I also thought comparing Expensegate to McCarthyism is pretty spurious - McCarthyism persecuted people's political beliefs not their financial arrangements. Blaming the Fees Office is also nothing but buck passing too.

But I find it remarkable that her blog has been taken down just because it criticizes the Telegraph's owners, the Barclay Brothers. Dizzy has the scoop.

So it's fair to day I don't agree with anything Nadine says. But I absolutely defend her write to say it on the net.

Whether her theory is true or not, is not really relevant. It's an opinion.

What does matter, is that the owners of a paper that has paid £350,000 to a 'whistleblower,' should then silence someone who speaks out against them. That's hypocrisy.

Surely it would have been better just to have left a comment on, or email, Nad's blog. She could then have referred to it, admit she was wrong or carry a clarification.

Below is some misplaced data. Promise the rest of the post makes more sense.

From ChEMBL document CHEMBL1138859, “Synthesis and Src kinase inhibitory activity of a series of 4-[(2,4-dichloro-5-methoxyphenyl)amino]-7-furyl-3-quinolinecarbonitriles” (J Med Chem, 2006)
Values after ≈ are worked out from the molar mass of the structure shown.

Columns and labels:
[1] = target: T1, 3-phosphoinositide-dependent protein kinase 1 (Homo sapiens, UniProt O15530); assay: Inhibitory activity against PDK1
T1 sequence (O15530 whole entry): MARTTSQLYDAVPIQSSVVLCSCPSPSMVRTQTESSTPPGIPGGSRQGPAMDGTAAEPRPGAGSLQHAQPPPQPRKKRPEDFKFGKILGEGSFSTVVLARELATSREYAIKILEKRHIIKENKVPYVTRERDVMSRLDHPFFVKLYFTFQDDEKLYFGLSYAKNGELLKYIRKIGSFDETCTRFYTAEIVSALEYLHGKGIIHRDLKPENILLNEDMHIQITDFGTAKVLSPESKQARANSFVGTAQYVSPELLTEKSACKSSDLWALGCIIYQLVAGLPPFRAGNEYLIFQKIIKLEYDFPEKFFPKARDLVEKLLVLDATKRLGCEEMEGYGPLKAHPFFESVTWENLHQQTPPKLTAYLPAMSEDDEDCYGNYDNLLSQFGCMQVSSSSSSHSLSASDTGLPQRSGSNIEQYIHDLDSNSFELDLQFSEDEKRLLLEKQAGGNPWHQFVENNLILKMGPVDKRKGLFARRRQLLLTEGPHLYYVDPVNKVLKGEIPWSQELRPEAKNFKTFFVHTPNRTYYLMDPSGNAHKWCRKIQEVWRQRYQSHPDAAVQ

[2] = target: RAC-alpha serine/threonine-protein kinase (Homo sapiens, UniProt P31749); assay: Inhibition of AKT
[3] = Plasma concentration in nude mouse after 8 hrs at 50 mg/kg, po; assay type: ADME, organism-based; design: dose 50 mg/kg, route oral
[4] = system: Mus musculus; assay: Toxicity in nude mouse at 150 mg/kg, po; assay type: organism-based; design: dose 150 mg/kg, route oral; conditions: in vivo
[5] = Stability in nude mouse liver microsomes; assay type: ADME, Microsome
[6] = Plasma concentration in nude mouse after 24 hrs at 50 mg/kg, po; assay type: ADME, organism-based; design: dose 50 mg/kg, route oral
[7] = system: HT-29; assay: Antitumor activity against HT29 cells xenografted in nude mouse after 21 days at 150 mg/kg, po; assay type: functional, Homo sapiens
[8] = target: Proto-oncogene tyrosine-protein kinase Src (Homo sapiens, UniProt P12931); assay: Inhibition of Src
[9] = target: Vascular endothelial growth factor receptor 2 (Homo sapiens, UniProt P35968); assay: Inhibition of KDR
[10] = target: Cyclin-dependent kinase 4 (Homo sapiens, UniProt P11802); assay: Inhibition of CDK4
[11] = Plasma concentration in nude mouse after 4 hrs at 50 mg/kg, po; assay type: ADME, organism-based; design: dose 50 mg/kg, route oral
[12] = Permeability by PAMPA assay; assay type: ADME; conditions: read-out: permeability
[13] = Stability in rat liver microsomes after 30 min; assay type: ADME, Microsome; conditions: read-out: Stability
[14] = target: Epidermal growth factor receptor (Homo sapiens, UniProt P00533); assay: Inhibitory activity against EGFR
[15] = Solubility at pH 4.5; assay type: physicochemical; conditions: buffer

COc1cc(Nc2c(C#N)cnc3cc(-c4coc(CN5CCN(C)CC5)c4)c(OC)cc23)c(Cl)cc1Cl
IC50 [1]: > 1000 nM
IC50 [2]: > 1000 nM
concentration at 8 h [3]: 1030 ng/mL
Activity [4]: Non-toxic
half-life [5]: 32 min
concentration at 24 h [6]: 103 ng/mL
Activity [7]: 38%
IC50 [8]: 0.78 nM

Blogs might at times run round rings round the dead tree press, but two things are very clear today.

Firstly, papers like the Telegraph are more than happy to dish it out but not so keen to take it.

And secondly, the mainstream media will always have the deepest pockets.

By the way, I predict quite a few more exposes on John Wick and his company tomorrow.

By his own admission in today's Telegraph Wick says: "Several former commissioners of the Metropolitan Police have served on the boards of my companies."

In the light of this, there are legitimate questions to be asked as to why the Met Police decided not to prosecute those who leaked the expenses.

Don't get me wrong. I'm glad MP expenses were going to be published. What get's my goat is that someone has earned a third of a million pounds after hawking these discs around Fleet Street for the last two months and then has the gall to spin themselves as a noble whistleblower.

I think once people realise these expense claims were all going to come out in July anyway, they might start to see this for what it really is.

Handling stolen goods.

Tuesday, 19 May 2009

Go Third!

I still can't believe that a week today I'm going to be a dad.